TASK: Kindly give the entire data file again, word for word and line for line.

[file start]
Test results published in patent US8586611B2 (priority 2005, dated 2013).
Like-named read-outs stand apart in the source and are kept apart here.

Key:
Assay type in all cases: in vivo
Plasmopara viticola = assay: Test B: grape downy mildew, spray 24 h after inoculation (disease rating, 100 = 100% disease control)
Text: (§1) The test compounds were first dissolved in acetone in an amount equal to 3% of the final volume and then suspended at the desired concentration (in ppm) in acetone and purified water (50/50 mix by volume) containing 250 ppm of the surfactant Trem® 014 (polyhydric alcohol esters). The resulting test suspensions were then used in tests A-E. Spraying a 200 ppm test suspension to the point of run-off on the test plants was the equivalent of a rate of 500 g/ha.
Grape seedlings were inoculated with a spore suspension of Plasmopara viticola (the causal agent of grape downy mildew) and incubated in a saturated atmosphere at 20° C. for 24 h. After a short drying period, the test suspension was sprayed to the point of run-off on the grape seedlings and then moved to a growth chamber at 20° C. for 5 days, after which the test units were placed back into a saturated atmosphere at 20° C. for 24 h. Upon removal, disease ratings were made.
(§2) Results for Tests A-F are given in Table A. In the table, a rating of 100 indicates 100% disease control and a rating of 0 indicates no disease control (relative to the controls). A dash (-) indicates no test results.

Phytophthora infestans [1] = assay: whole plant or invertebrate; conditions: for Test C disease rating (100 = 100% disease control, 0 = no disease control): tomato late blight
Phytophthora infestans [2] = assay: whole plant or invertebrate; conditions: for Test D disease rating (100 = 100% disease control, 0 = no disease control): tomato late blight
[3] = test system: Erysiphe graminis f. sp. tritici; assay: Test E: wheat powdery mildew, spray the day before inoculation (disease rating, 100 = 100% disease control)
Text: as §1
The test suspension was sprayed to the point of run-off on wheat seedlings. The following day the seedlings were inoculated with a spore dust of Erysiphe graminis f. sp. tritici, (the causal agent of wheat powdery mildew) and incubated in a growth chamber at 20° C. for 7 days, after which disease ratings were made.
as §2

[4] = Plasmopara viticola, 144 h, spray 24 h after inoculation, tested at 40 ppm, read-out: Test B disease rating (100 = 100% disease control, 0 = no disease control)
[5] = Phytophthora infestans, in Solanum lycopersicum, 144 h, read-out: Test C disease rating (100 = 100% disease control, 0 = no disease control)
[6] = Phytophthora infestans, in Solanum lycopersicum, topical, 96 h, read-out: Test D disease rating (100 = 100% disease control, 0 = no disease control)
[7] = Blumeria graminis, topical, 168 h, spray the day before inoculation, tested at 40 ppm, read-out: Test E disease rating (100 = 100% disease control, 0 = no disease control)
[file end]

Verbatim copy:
Test results published in patent US8586611B2 (priority 2005, dated 2013).
Like-named read-outs stand apart in the source and are kept apart here.

Key:
Assay type in all cases: in vivo
Plasmopara viticola = assay: Test B: grape downy mildew, spray 24 h after inoculation (disease rating, 100 = 100% disease control)
Text: (§1) The test compounds were first dissolved in acetone in an amount equal to 3% of the final volume and then suspended at the desired concentration (in ppm) in acetone and purified water (50/50 mix by volume) containing 250 ppm of the surfactant Trem® 014 (polyhydric alcohol esters). The resulting test suspensions were then used in tests A-E. Spraying a 200 ppm test suspension to the point of run-off on the test plants was the equivalent of a rate of 500 g/ha.
Grape seedlings were inoculated with a spore suspension of Plasmopara viticola (the causal agent of grape downy mildew) and incubated in a saturated atmosphere at 20° C. for 24 h. After a short drying period, the test suspension was sprayed to the point of run-off on the grape seedlings and then moved to a growth chamber at 20° C. for 5 days, after which the test units were placed back into a saturated atmosphere at 20° C. for 24 h. Upon removal, disease ratings were made.
(§2) Results for Tests A-F are given in Table A. In the table, a rating of 100 indicates 100% disease control and a rating of 0 indicates no disease control (relative to the controls). A dash (-) indicates no test results.

Phytophthora infestans [1] = assay: whole plant or invertebrate; conditions: for Test C disease rating (100 = 100% disease control, 0 = no disease control): tomato late blight
Phytophthora infestans [2] = assay: whole plant or invertebrate; conditions: for Test D disease rating (100 = 100% disease control, 0 = no disease control): tomato late blight
[3] = test system: Erysiphe graminis f. sp. tritici; assay: Test E: wheat powdery mildew, spray the day before inoculation (disease rating, 100 = 100% disease control)
Text: as §1
The test suspension was sprayed to the point of run-off on wheat seedlings. The following day the seedlings were inoculated with a spore dust of Erysiphe graminis f. sp. tritici, (the causal agent of wheat powdery mildew) and incubated in a growth chamber at 20° C. for 7 days, after which disease ratings were made.
as §2

[4] = Plasmopara viticola, 144 h, spray 24 h after inoculation, tested at 40 ppm, read-out: Test B disease rating (100 = 100% disease control, 0 = no disease control)
[5] = Phytophthora infestans, in Solanum lycopersicum, 144 h, read-out: Test C disease rating (100 = 100% disease control, 0 = no disease control)
[6] = Phytophthora infestans, in Solanum lycopersicum, topical, 96 h, read-out: Test D disease rating (100 = 100% disease control, 0 = no disease control)
[7] = Blumeria graminis, topical, 168 h, spray the day before inoculation, tested at 40 ppm, read-out: Test E disease rating (100 = 100% disease control, 0 = no disease control)